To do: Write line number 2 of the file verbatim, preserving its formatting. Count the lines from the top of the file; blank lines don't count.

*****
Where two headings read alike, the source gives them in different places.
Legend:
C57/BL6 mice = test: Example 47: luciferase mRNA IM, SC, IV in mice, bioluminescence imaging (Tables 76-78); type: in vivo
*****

Legend: